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After Koran burning in U.S.

Afghanistan erupts with anti-U.S./NATO protests

Published Apr 17, 2011 9:01 PM

Already bogged down in a bitter war of occupation, the U.S. has found itself facing renewed outrage by Afghans who are protesting both the U.S. and its NATO allies. Otherwise “pacified” cities have joined with guerrilla forces operating mainly in the countryside to demand that U.S. and NATO forces leave immediately.

Anger over the burning of the Muslim holy book by a Florida-based reactionary religious sect fueled the latest protests. The sect burning of the Quran took place on March 20 under the supervision of Terry Jones. Last September, after backing down from previous threats to burn the Quran, Jones had promised never to burn the Muslim holy book.

On April 1, thousands of demonstrators in the northern city of Mazar-i-Sharif poured into the streets after Friday prayers and overran a U.N. compound, killing three U.N. staff members and four Nepalese guards. Security forces killed four demonstrators.

The next day hundreds of Afghans holding copies of the Quran over their heads marched in Kandahar before attacking cars and businesses. Security forces opened fire and nine protesters were killed. Kandahar’s governor claimed that officers had only fired into the air. He said 81 were wounded and 17 people, including seven armed men, had been arrested.

In Jalalabad, the largest city in the east, hundreds of people blocked the main highway for three hours, shouting for U.S. troops to leave, burning an effigy of President Barack Obama and stomping on a drawing of a U.S. flag. More than 1,000 people set tires ablaze to block the highway in eastern Parwan province for about an hour, provincial police chief Sher Ahmad Maladani told the Associated Press. (April 3)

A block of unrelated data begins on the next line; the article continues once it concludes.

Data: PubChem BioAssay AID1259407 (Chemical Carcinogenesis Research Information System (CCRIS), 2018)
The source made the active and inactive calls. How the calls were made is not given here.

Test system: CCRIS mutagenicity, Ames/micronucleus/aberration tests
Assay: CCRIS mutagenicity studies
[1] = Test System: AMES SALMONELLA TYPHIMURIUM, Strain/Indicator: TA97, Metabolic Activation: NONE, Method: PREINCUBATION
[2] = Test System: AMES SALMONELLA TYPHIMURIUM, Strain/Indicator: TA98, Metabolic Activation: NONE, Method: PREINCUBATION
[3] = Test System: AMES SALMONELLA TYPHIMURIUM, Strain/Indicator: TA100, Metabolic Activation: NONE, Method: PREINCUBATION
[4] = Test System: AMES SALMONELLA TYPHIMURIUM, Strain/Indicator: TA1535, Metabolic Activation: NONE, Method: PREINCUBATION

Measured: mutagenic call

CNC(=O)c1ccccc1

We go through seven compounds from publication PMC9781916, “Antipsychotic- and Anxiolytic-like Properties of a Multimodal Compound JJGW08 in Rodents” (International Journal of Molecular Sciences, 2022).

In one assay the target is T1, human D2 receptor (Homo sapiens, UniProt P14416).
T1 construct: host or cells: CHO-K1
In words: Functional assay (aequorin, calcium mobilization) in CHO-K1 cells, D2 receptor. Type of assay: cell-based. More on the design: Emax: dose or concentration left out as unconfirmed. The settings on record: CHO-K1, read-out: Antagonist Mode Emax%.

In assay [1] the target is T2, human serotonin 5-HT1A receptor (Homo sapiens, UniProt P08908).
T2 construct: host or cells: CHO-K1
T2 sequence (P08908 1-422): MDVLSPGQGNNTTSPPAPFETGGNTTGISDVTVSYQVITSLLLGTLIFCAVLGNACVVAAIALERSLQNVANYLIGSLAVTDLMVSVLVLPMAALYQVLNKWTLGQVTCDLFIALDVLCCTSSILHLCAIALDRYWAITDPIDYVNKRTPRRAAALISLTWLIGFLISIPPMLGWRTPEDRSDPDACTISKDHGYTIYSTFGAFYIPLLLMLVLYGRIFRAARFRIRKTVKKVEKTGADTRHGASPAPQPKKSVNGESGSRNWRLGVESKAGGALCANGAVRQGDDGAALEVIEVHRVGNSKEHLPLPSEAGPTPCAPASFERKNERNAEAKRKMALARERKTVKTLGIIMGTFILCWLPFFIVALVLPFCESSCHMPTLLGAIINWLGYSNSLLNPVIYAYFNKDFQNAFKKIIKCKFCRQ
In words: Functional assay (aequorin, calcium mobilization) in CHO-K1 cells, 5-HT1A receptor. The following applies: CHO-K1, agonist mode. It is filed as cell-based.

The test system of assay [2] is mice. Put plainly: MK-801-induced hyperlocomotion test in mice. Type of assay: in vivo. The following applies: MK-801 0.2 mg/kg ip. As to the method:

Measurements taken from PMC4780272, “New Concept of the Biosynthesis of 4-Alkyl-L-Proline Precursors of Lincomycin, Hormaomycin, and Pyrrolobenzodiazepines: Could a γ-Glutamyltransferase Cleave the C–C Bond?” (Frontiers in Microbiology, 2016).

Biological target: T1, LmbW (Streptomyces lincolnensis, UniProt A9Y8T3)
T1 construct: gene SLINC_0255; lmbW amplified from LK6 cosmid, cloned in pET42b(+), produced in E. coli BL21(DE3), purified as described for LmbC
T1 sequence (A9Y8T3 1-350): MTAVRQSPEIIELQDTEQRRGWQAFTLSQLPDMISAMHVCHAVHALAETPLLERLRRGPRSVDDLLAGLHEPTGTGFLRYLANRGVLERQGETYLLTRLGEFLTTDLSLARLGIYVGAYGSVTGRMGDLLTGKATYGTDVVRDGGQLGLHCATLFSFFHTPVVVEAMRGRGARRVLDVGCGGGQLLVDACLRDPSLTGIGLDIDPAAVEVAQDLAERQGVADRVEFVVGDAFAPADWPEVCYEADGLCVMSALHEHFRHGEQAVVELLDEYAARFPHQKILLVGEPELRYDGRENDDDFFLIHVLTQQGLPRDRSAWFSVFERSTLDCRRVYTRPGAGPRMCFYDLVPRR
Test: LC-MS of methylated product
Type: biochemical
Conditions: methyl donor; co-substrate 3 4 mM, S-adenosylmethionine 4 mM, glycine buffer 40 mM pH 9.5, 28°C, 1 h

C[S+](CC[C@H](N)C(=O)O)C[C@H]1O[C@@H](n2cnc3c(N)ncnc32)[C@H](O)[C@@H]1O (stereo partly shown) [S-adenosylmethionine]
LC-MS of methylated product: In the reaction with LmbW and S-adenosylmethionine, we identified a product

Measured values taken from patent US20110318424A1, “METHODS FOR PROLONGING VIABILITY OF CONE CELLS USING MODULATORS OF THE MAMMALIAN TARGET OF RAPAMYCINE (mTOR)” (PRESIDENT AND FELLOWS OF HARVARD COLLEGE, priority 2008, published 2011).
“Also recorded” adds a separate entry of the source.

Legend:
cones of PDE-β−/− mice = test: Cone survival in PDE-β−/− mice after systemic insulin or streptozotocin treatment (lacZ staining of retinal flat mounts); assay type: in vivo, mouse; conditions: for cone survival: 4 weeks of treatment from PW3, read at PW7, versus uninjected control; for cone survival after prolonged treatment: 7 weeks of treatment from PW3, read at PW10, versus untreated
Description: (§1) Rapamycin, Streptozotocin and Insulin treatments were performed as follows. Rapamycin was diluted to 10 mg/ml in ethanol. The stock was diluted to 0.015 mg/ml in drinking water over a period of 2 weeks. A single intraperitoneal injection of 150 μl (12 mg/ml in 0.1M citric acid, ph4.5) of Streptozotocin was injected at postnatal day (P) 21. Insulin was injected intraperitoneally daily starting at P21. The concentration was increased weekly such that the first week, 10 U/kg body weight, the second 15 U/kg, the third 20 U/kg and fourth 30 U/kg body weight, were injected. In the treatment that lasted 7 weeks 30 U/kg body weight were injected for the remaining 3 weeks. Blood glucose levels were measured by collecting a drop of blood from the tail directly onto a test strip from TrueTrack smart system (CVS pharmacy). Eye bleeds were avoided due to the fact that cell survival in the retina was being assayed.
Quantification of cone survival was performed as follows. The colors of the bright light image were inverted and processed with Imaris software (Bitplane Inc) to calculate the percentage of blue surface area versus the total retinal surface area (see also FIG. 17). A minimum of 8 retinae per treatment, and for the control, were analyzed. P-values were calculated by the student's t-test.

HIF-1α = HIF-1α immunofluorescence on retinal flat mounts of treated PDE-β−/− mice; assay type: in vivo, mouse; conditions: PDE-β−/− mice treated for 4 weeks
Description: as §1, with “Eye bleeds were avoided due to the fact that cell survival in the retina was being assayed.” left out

Resentment building for years

Resentment has been building for years in Afghanistan over the operations of Western military forces, who are blamed for killing and mistreating civilians, and international contractors, who are seen by many as enriching themselves and fueling corruption at the expense of ordinary Afghans.

Coverage of the ongoing trial of a group of U.S. soldiers charged with killing Afghan civilians and publication of photos taken by some of those soldiers posing with dead bodies also fueled that anger.

Military commander and top NATO civilian representative in Afghanistan, Gen. Mark Sedwill, rather lamely said that they “hope the Afghan people understand that the actions of a small number of individuals, who have been extremely disrespectful to the Holy Qur’an, are not representative of any of the countries of the international community who are in Afghanistan to help the Afghan people.” (AP, April 3)

But the people of Afghanistan aren’t buying this lie.

Not surprisingly, the Florida group burned the Quran just one week after Rep. Peter King’s “Homeland Security” Congressional Committee launched a vicious attack on the U.S. Muslim community. King demanded an investigation into all mosques to see whether they were doing enough to find and expose “terrorists.” King was appealing to racist reactionary constituents who have been trying to stop the building of a mosque in downtown Manhattan.

Afghans and Muslims around the world might very well ask, “Who is disrespecting whom?”